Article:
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SixtyFPS v0.0.6 - now with IDE support

#release

Code

We have just released SixtyFPS v0.0.6, with many new features, including a Language Server Protocol (LSP) implementation for integration into popular IDEs.

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Expose a Rust Library to Other Languages

#technical

Code

With SixtyFPS, we are creating a GUI toolkit. We chose Rust as the implementation language for our runtime library, and we want to make the same library usable from different programming languages. We believe programmers in all languages need to build GUIs - powered by the same runtime library. Rust, with its Foreign Function Interface (FFI) is an excellent choice.
In this article we look at how to expose an idiomatic C++ API from our Rust library.

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Learn SixtyFPS: Memory Game Tutorial (C++)

#technical

Code

SixtyFPS is a new UI toolkit we are creating for applications running our desktop and embedded. Our first blog post was introducing the project. In summary, SixtyFPS is composed of a markup language that makes it easy to describe the user interface, which is then compiled to optimized C++. In this blog post, we are going to teach the basics of SixtyFPS and how to use it from C++ to create a small game. This is basically a port to C++ of our previous blog post that was targeting Rust.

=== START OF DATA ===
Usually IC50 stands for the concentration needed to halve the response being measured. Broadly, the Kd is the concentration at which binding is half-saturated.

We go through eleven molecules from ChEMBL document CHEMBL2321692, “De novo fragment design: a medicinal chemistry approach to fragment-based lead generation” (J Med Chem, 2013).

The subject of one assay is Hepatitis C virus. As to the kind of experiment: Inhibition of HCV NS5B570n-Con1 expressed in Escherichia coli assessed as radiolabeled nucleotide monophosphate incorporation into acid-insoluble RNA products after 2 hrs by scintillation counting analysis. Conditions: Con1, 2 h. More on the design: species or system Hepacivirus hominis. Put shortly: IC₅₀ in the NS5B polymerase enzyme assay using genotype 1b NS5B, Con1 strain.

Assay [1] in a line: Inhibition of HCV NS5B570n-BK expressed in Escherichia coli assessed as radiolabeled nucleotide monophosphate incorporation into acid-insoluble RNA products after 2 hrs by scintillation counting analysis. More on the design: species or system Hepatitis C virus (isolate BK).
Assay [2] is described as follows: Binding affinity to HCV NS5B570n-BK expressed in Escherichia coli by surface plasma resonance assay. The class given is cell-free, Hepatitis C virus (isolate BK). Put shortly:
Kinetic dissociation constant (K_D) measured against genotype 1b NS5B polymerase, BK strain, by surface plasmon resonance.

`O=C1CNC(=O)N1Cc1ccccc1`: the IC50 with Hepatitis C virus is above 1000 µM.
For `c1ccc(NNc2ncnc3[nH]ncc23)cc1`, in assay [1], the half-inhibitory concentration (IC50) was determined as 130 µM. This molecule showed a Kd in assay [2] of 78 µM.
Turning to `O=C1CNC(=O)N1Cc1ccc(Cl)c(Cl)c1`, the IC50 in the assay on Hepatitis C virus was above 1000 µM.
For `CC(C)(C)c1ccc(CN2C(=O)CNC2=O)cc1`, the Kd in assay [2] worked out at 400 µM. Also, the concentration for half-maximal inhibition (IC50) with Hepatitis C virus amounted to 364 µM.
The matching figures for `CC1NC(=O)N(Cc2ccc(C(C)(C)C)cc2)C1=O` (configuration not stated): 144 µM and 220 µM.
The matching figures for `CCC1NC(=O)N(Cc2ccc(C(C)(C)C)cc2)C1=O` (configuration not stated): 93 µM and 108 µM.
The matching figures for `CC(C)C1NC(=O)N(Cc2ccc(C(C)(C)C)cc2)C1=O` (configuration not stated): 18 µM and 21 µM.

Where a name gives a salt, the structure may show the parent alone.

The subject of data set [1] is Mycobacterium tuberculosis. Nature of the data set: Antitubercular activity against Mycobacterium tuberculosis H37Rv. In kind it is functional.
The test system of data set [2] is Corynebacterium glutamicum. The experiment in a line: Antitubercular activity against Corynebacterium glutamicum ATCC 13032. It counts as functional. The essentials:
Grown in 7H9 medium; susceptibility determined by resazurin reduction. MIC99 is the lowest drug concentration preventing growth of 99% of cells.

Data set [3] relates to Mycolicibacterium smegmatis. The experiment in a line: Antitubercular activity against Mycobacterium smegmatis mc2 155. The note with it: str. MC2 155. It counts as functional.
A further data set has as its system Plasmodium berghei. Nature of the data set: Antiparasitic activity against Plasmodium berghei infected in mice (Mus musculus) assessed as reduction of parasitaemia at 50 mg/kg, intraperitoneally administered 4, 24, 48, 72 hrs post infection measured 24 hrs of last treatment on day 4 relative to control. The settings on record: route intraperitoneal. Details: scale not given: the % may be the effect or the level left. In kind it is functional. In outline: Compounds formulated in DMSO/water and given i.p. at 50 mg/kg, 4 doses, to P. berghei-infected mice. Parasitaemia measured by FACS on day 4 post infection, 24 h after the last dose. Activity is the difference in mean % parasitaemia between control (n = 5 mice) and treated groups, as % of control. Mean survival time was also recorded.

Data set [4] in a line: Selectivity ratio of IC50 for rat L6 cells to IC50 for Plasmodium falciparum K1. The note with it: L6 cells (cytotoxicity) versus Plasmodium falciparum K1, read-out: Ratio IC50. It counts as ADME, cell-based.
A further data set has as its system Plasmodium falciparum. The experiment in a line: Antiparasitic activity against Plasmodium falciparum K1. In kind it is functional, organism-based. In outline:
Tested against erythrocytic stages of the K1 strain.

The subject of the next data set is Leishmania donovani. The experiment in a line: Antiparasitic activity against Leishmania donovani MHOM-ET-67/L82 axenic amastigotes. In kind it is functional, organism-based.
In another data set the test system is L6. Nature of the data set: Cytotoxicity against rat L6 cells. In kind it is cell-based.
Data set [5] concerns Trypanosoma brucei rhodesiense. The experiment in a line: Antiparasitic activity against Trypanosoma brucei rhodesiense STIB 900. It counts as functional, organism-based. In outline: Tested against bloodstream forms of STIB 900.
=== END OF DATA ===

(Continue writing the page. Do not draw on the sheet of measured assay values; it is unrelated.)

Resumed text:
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Learn SixtyFPS: Memory Game Tutorial (Rust)

#technical

Code

SixtyFPS is a new project aiming at making a UI toolkit. The previous blog post was introducing the project. This blog post explains, through a small tutorial, how to use SixtyFPS to create a small game.

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Introducing SixtyFPS

#general

Code

We’re Olivier & Simon - two enthusiastic software engineers who enjoy developing software for product teams. Today we’d like to introduce you to our new venture.